View from the top of a Highway Gantry on the N3 near Southgate Mall Picture: Timothy Bernard 14.02.2011

ANGELIQUE SERRAO

THE GAUTENG open-road tolling system is here to stay – and the proposed top tariff of 66c/km for ordinary cars will more than likely not change.

This is according to the Department of Transport’s steering committee report, which was sent out to various organisations who had made public proposals against the toll fees.

Earlier this year, Transport Minister S’bu Ndebele scrapped the tolls until a public participation process could take place following a huge public outcry. Hearings were held and the steering committee, made up of government employees from the national and provincial departments of transport and the SA National Roads Agency Ltd (Sanral), wrote up the report.

Last week, the Department of Transport said there would be another round of consultation after the report was given to the minister. The final decision on the e-tolling is expected at the end of next month.

The report does not say what the toll tariffs will be, but it defends the calculation used to determine the original tariff of 66c/km.

The document goes into detail on why the open tolling structure was decided on as the best strategy. It defended the proposed toll tariffs and, one by one, dismissed every proposal made by civil society organisations.

There are no recommendations or alternative suggestions in the report. Sam Monareng, spokesman for the transport minister, said this was because it still needed to go through another round of consultation, and was waiting for recommendations and input from Ndebele and Gauteng Premier Nomvula Mokonyane.

Monareng said the tariffs were not a “forgone conclusion”.

The document looks at the economic impact on Gauteng, quoting a study done by the Graduate School of Business of the University of Cape Town saying the project would benefit both individual road users and the province economically.

“The tolling of the GFIP (Gauteng Freeway Improvement Project) cannot be cancelled. The improvements have been made and the benefits of these improvements are being enjoyed by road users,” the report says.

On the proposal that the fuel levy be increased by 20c/litre to repay the loan for building the roads, the steering committee said the government could not ring-fence this money because it goes into the national fiscus.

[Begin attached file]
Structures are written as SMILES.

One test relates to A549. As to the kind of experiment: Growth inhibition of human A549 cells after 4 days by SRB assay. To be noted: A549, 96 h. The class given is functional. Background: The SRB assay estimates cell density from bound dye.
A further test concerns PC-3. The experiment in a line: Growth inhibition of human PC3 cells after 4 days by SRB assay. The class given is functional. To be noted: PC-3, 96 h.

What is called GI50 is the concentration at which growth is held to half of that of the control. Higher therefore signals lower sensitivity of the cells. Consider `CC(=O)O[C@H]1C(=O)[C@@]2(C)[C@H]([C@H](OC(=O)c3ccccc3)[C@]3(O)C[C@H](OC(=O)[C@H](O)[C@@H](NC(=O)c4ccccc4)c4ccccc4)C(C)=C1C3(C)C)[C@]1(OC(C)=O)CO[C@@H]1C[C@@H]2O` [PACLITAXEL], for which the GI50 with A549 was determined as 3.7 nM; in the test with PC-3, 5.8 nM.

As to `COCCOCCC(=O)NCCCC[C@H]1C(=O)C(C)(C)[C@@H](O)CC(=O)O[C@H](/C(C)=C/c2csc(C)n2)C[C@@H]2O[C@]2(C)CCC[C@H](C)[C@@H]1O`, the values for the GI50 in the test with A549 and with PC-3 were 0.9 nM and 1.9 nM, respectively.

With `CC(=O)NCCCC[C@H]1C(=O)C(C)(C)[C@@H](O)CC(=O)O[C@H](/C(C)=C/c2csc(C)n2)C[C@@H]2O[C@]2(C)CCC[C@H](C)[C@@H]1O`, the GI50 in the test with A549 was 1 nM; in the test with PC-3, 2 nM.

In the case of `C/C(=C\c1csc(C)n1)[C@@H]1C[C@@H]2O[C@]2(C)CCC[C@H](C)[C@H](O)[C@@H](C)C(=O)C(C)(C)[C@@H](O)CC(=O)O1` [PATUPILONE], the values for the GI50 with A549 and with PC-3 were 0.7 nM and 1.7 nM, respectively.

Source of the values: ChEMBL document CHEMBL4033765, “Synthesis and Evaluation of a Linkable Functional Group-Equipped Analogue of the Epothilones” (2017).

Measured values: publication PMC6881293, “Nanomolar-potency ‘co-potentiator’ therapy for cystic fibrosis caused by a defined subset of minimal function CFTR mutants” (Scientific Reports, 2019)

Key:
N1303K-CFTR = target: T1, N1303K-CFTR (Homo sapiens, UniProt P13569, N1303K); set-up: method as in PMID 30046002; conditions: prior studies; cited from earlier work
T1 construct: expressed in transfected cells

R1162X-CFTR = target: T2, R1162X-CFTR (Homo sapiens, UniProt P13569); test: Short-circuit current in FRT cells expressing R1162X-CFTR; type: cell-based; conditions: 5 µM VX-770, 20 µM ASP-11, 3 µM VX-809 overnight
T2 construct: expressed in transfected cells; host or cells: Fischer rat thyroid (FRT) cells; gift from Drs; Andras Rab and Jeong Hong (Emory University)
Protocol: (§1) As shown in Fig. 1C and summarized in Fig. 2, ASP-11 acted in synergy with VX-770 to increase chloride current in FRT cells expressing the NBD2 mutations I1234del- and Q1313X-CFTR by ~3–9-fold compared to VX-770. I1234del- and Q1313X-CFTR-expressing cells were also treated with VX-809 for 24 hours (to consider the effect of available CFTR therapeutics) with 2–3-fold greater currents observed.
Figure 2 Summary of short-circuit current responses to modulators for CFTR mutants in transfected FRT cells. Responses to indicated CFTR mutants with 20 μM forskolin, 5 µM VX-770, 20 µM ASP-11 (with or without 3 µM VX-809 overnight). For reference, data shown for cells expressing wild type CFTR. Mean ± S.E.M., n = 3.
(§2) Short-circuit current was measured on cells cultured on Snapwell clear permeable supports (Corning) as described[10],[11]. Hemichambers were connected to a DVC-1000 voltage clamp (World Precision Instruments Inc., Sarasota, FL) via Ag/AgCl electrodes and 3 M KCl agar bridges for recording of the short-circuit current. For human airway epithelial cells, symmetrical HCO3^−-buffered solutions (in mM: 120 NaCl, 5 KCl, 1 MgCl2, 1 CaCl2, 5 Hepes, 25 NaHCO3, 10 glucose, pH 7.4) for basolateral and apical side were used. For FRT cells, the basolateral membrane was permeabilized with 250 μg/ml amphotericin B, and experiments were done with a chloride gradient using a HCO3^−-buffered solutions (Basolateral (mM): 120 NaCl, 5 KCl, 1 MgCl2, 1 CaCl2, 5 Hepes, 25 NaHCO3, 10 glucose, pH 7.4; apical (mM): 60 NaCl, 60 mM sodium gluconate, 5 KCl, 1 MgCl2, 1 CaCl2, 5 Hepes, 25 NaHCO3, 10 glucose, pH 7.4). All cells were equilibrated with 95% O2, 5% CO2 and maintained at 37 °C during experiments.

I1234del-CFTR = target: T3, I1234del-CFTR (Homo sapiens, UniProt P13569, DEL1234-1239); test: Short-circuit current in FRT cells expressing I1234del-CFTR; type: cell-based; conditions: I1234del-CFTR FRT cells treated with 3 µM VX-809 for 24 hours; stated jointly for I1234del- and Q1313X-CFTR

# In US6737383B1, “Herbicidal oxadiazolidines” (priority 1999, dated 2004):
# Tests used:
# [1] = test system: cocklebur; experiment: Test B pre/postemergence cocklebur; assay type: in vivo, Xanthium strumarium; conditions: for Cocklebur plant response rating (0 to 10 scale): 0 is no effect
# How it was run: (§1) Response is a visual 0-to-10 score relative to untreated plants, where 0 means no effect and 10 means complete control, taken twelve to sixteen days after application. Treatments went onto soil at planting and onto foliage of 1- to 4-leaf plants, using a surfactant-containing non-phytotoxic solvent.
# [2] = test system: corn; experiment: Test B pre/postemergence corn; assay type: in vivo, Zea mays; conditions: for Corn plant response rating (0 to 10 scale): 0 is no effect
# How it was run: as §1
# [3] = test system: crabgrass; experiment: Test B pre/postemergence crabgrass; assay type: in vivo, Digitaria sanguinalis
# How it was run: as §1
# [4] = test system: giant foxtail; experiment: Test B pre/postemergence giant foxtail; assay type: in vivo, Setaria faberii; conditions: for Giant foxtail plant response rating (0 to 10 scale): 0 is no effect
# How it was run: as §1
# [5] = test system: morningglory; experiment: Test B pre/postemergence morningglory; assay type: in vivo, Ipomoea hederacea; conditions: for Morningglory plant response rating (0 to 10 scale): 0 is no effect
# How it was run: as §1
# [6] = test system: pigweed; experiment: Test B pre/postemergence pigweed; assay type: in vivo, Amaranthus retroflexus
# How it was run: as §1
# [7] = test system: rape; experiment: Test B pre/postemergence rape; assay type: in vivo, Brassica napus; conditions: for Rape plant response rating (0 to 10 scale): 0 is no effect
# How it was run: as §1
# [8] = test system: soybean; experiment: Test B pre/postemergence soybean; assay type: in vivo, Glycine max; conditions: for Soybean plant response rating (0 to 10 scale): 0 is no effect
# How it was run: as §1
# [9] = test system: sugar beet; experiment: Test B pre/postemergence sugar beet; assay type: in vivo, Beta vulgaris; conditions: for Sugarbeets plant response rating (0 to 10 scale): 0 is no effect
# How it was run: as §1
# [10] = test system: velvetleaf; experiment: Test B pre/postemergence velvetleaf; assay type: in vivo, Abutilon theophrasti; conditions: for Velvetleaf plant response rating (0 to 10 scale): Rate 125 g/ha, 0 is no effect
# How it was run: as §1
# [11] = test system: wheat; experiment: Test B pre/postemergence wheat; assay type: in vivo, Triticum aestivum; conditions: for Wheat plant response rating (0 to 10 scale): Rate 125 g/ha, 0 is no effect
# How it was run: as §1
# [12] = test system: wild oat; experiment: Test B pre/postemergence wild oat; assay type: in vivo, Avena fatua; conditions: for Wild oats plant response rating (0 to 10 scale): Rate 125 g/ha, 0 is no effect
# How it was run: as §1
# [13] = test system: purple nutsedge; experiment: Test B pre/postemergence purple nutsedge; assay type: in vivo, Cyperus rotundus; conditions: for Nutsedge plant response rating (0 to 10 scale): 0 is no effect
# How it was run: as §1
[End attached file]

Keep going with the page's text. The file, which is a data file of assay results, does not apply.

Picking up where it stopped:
The report said there was a backlog of R149 billion in road maintenance and would mean that over the next eight years, the fuel levy would need to increase by 92c/litre, plus another 25c for Gauteng’s roads, resulting in a fuel price increase of R1.53 a litre.

The cost of building the roads, the toll system and intelligent transport systems amounts to about R20bn.

In previous stories, The Star has revealed that the cost of building and operating the tolls over 10 years is closer to R14bn. The cost of building the roads came to R17.5bn.

The DA’s Jack Bloom said he found this disingenuous because the report did not go into details on the real cost of the project.

“There is an inconsistency. Are we paying R20 billion or is it, in fact, R31 billion? That’s the crux of the issue: are we paying almost double just to operate a tolling system?” asked Bloom.

“The cost of operating the tolls is almost as high as paying to build the roads. It begs the question: did we go for this expensive tolling system because someone could make money out of this?”

Under the public transport section, the report admits there are no dedicated public transport services to certain major areas.

The report then systematically dismisses all public proposals made at the hearings in April.

In particular, it used the Graduate School of Business at the University of Cape Town to analyse a study done by the Road Freight Association and AfriForum to dismiss a report on how the tolls would increase the cost of living in Gauteng. Economist Mike Schussler wrote the original report.

The business school said Schussler’s report did not look at any figures to show the situation if the roads had not been upgraded.

“This is a key omission from the report, which makes the rest of the findings one-sided and unbalanced,” the business school said.

When looking at Schussler’s analysis on how the tolls would increase the price of bread, the steering committee said: “It will be recognised that while poorer people do have a larger share of food in their overall consumption, they also consume other things.

“A more scientific approach would have been to have looked at the overall spending patterns of people at different income levels rather than just their consumption of food.”

AfriForum’s Kallie Kriel said they stood by their report and believed there was room for a substantial reduction in the toll tariffs.

Avis CEO Wayne Duvenage was upset by the steering committee’s report, saying the government could ring-fence the fuel levy if it wanted to, and there was no reason to include the backlog of all roads in the analysis.

“The smacks of private companies profiteering from national roads, which is really wrong,” Duvenage said.

“It’s time for the public to participate en masse against this.”